Bookie’s favourite Luis Enrique is currently a free agent after taking a year long sabbatical, following a successful three year stint at Barcelona. In a career at Celta, Roma and Barcelona his win rate stands at 59.2%. Following in the footsteps of famed Barcelona manager Pep Guardiola, he’s credited with moving the team from Pep’s infamous ‘tiki-taka’ style of play, focused on short balls and high rates of possession, to a team focused on the counter-attack, arguably a big change for Conte’s team which he promised to “never train for the counter-attack”.
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Former Chelsea manager, Carlo Ancelotti is also being touted as Conte’s imminent replacement. In an impressive career that has seen him preside over esteemed clubs such as Juventus, Milan, Real Madrid and Bayern Munich, he has managed over 1,000 games of football. Such an experienced boss is hard to come by – not to mention that Ancelotti’s previous experience with both Abramovich and the Chelsea hierarchy would surely be an advantage.
Perennially Chelsea’s manager-in-waiting. Hiddink took the role as interim Chelsea boss following Luiz Filipe Scolari’s dismissal in 2009, and once again following the sacking of Mourinho in 2015. His 2009 tenure culminated in an FA cup win and led to requests from several players to stay; however, Hiddink returned to his role as the Russian national team coach. His spell at Stamford Bridge in 2015 was also successful, with Hiddink setting a new record for the longest unbeaten streak as a new manager, with 12 games unbeaten. His consistency and familiarity with Chelsea is likely to stand in his favour if installing an interim manager is to be the preferred option.
Napoli head coach Sarri is a newcomer into the top 5 favourites. Managing teams based in Italy since 2003, his win rate stands at 45.33%. According to Chelsea legend Gianfranco Zola’s agent, Sarri is Abramovich’s “dream” manager for the team. If this is true, one might wonder where Sarri was during any one of the ten plus times Chelsea were scrambling for a new manager. Regardless, maybe what this means is – Abramovich misses the dramatics of sideline tussles and roaring of Mourinho. If so, Sarri may be a good fit – he was fined €20,000 by the Lega Serie A in 2016 for directing ‘homophobic’ epithets at then Inter Milan coach Roberto Mancini.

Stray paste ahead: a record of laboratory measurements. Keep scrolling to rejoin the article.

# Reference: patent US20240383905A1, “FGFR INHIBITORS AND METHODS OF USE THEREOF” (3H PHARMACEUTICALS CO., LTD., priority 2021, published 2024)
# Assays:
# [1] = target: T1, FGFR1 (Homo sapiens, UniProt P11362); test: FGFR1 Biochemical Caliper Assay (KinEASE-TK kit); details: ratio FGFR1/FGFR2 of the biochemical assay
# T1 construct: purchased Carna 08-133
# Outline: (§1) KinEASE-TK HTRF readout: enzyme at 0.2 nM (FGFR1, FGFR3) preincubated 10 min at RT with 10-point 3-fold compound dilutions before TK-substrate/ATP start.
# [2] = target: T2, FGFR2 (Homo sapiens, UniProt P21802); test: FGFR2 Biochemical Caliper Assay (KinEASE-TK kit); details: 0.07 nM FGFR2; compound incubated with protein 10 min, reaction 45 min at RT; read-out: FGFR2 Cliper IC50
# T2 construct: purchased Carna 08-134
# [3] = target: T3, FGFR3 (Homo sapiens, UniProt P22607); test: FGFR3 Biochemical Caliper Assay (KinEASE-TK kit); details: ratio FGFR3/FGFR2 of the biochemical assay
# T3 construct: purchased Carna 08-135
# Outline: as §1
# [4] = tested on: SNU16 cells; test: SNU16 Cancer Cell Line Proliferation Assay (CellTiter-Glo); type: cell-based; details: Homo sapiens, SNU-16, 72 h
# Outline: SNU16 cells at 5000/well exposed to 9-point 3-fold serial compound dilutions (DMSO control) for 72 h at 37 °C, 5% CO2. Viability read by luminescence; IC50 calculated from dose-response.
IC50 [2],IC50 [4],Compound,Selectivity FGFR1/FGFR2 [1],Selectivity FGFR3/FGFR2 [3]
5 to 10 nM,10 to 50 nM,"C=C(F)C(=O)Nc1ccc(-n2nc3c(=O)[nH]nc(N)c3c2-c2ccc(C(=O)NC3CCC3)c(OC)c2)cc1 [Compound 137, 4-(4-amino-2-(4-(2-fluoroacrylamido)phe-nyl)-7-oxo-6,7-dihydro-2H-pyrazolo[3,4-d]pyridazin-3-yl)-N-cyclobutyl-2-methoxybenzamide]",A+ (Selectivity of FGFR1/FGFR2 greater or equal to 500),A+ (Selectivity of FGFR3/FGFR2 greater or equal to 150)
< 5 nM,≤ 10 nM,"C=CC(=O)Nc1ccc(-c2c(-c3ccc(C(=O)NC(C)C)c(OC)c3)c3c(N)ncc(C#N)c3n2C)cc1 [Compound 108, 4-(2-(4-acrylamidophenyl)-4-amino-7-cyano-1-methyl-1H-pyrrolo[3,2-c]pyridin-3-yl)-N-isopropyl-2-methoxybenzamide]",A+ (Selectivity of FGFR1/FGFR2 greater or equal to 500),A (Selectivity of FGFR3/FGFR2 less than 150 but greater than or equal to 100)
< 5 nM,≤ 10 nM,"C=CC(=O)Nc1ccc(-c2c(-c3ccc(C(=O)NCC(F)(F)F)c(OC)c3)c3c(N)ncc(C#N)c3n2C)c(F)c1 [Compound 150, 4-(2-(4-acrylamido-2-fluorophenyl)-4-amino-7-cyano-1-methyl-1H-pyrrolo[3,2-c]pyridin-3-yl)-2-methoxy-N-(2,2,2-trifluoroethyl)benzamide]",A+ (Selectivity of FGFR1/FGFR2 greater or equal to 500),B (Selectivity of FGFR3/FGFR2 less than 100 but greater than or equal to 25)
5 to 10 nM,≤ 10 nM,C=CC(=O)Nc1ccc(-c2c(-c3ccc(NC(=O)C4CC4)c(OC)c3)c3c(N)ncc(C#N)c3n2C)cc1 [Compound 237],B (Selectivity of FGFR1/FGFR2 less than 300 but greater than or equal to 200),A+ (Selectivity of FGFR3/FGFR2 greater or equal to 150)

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Thomas Tuchel is another free agent since leaving Borussia Dortmund in 2017 amid discontent over the departure of Mats Hummels and İlkay Gündoğan. Tuchel has never managed outside of his native Germany and has spent the last ten years of his career at FC Augsburg, Mainz 05 and Dortmund. What’s exciting about Tuchel to Chelsea fans is his unpredictable tactics – instead of hammering square pegs into round holes, Tuchel prefers to constantly update formations depending on the situation while also remaining true to his own style of play. His ability to think outside the box makes him a good ideological fit for this stagnant Chelsea team. As he says himself, ‘“There’s definitely a style that’s been attributed to me, […] pace going forward and attack-minded football,” he told die Zeit. “I prefer certain qualities, an active playing style, bold defending and pacy play in attack.”